Many of us love our hot and sour soup, which is why this re-imagining of it is so interesting.

This slaw uses the classic ingredients of hot and sour soup (cabbage, bell peppers, scallions, and bamboo shoots)  and tosses them in a dressing of soy sauce, ginger, and black pepper to retain the traditional flavor in this unique dish.

You can now enjoy these bold flavors in combination with your favorite cut of meat – the recipe creator recommends pork. We think it’s just the right thing for summer barbeques.


 Bamboo Cooking

Bonus: These are one-pot meals. This means less washing up, which is super kind to the environment and to whoever is the dishwasher in your house. Saving the environment while stuffing your face, that’s got to be the best feeling, right?

8.      Hot and Sour Chicken Soup

As noted above, hot and sour soup is a classic, so we had to include one recipe. This one uses chicken, two types of mushrooms, coconut milk, and sliced bamboo shoots to creates a comforting dish with a rich flavor.

9.      Clear Soup With Bamboo And Tofu

This quick and easy soup is absolutely delicious. The tofu absorbs all of the seasonings’ flavors (bonito dashi, soy sauce, sake), meaning that each mouthful is a flavorful delight.

While the tofu is soft to the touch, the bamboo shoots provide that slight crunch that you need to keep your attention.


Bamboo Cooking

10.  Shabu Shabu

A  traditional dish in Japanese neighborhoods across America, this spicy fish dish combines peppers, tofu, edible cherry leaves, and mackerel.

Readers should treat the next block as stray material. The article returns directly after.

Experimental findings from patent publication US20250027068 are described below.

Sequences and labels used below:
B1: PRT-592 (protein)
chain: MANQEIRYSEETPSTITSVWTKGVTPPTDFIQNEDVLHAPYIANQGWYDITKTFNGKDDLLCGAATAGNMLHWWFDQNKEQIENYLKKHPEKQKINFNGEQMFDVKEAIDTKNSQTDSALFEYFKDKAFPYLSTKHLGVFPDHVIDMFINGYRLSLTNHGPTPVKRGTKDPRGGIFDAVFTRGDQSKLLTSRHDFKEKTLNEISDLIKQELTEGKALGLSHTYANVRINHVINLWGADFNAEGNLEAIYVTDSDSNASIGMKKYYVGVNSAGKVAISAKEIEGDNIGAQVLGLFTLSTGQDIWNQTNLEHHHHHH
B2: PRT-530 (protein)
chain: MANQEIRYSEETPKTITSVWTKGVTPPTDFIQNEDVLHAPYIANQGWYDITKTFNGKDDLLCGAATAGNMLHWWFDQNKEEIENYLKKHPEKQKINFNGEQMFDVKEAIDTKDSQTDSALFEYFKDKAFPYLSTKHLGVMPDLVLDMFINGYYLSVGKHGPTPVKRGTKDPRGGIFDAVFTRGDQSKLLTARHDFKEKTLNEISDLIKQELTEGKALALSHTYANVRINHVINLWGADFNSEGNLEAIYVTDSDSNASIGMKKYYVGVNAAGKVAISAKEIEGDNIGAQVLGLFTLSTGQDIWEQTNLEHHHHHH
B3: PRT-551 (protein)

It should be noted that this Martha Stewart-approved dish is not something that you can make on the day, as some prep needs to be done about three weeks beforehand. But, given the look on Martha’s face, you can tell it’s worth it.

11.  Shrimp Egg Foo Young

This is a favorite dish for many when dining out, and it’s straightforward to re-create at home in just a few short minutes.

It’s incredibly filling, uses a lot of vegetables, and it’s low-carb. As a bonus, it also tastes way better than anything you’d get from a takeaway.

12.  Indonesian-Style Fish With Tamarind-Turmeric Sauce

It’s another spicy fish dish, but it uses coconut milk to sweeten the turmeric, chili, and tamarind mixture. It’s also incredibly light, making it perfect for summer suppers.

Big pot meals

Bamboo Cooking

13.  Buddha Jumps Over the Wall Hotpot

It’s probably safe to say that you weren’t expecting to see the name of this dish. The story behind the name is that the meal smells so good that even Buddha would stop meditating – and jump over a wall – to eat it.